5 - Are public readings part of or counter to your creative process? Are you the sort of writer who enjoys doing readings?

I love poetry readings. I love reading aloud. But that wasn’t the case from the start. I climbed onto stages in 1992 and sucked at it until 1996 or so. I just couldn’t figure it out until I did. But it transformed my writing, thinking about how a poem sounds.

6 - Do you have any theoretical concerns behind your writing? What kinds of questions are you trying to answer with your work? What do you even think the current questions are?

That’s a deeper question than I can answer, but I’ll try. I’m trying to personalize mental illness, give thought to disability, show people about the burden religion can put on people who doesn’t believe with the majority. And all of my poems don’t do that, but I can see these themes run through.

7 – What do you see the current role of the writer being in larger culture? Does s/he even have one? What do you think the role of the writer should be?

I’d like to think we’re cultural leaders, and in some cases, I believe that. But I don’t think people fully believe that. Your average person doesn’t often read poetry, though I keep hearing people say that poetry is popular now because nobody has the attention span to read novels anymore. I disagree, but that’s out there.

8 - Do you find the process of working with an outside editor difficult or essential (or both)?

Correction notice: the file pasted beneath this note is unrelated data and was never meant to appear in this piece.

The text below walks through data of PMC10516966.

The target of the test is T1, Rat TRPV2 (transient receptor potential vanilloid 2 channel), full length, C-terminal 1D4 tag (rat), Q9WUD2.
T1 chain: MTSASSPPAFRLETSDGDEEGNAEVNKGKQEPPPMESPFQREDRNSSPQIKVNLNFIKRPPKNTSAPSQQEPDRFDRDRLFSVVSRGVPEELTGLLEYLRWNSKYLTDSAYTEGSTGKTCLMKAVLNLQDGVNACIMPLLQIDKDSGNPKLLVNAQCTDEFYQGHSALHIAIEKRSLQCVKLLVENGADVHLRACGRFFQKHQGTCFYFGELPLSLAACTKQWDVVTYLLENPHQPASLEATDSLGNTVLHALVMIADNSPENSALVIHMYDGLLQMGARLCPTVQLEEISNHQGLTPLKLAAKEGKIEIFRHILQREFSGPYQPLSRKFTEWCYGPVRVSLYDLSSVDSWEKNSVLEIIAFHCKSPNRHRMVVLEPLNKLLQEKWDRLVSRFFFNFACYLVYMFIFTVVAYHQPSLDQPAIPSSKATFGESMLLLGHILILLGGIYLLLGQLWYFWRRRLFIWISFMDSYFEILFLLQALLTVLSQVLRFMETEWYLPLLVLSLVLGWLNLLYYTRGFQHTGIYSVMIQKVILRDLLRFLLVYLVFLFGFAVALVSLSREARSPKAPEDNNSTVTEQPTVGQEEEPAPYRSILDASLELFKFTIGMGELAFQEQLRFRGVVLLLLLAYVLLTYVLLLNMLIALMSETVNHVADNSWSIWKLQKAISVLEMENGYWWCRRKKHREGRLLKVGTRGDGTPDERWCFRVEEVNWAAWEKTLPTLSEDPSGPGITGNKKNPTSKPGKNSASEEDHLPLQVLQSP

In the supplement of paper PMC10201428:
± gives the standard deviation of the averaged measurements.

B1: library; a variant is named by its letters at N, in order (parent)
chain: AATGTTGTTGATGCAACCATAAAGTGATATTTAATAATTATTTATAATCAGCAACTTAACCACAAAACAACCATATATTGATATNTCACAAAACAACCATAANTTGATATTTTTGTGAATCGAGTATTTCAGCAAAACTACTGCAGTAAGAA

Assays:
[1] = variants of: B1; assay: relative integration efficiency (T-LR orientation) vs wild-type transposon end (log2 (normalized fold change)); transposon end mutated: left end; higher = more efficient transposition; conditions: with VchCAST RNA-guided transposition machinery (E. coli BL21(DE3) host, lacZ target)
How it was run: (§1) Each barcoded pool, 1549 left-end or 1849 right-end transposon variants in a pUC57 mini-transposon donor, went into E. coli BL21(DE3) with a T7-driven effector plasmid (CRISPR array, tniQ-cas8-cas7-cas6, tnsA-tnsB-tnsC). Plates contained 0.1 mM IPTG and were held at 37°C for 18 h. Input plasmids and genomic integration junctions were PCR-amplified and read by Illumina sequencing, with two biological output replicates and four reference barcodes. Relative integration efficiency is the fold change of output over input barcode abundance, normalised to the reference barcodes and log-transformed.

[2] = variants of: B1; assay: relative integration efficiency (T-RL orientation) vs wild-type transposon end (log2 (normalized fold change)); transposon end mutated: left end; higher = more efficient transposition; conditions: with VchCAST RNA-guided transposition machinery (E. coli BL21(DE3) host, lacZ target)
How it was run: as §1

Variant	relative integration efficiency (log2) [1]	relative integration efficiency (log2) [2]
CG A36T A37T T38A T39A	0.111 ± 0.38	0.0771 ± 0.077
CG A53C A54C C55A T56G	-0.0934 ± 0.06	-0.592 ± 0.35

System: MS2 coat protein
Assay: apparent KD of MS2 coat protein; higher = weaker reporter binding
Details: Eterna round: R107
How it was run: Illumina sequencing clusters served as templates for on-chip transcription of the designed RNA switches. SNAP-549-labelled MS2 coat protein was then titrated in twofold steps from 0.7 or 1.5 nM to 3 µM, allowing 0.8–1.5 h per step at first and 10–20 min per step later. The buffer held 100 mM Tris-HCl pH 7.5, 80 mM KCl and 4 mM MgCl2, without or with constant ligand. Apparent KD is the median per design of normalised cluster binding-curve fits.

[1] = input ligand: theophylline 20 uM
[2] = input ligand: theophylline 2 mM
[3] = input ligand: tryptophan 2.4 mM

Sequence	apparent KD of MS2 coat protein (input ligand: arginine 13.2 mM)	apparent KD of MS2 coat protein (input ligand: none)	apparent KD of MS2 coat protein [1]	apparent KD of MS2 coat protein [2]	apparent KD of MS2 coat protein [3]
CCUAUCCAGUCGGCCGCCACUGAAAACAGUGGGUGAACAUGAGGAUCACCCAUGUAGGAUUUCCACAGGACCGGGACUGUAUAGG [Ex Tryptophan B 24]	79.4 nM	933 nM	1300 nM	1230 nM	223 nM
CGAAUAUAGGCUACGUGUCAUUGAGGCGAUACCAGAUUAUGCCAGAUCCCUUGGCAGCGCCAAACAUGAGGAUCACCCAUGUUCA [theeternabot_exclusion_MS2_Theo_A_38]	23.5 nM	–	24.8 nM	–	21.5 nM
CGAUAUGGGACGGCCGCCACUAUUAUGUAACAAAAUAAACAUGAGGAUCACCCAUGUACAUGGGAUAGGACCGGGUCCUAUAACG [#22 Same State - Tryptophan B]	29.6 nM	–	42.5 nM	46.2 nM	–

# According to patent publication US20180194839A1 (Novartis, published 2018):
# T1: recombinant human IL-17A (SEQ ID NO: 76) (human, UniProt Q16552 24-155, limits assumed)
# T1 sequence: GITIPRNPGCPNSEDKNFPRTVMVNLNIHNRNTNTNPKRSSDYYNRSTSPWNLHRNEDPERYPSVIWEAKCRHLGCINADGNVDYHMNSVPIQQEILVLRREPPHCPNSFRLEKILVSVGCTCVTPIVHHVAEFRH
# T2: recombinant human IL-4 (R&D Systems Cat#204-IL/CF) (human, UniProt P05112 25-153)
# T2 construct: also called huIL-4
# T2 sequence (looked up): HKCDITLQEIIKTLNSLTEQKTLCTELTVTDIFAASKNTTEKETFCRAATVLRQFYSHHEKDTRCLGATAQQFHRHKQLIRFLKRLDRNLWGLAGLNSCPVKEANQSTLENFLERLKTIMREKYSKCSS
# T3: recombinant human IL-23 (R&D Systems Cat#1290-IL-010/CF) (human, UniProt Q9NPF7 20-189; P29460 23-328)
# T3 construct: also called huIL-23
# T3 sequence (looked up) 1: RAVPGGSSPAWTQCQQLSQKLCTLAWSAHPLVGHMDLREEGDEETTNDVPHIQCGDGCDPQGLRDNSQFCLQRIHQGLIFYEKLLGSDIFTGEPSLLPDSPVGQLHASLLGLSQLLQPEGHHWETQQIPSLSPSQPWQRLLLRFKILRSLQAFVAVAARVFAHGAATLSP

Essential. Actually, I’m pretty easy to work with, but I think changing my work changes it from stage to page. There’s nothing wrong with that, but some poems edited change from something I’d read aloud to something on the page only. It’s different, not bad, and I’ve been moving that direction anyway.

9 - What is the best piece of advice you've heard (not necessarily given to you directly)?

Enjoy your successes. Don’t get caught up in thinking what you’ll do next to the degree that you’ll not enjoy what you’ve accomplished.

10 - What kind of writing routine do you tend to keep, or do you even have one? How does a typical day (for you) begin?

I don’t have a routine, but I really should have one. What gets me moving the most is artificial deadlines. Give me a 30/30, and I’ll do it. Tell me what I need to write by when, and I’ll probably make it happen. If I were writing stories, I’d reconsider that, but poetry writing has always been a “when I feel like it” for me.

11 - When your writing gets stalled, where do you turn or return for (for lack of a better word) inspiration?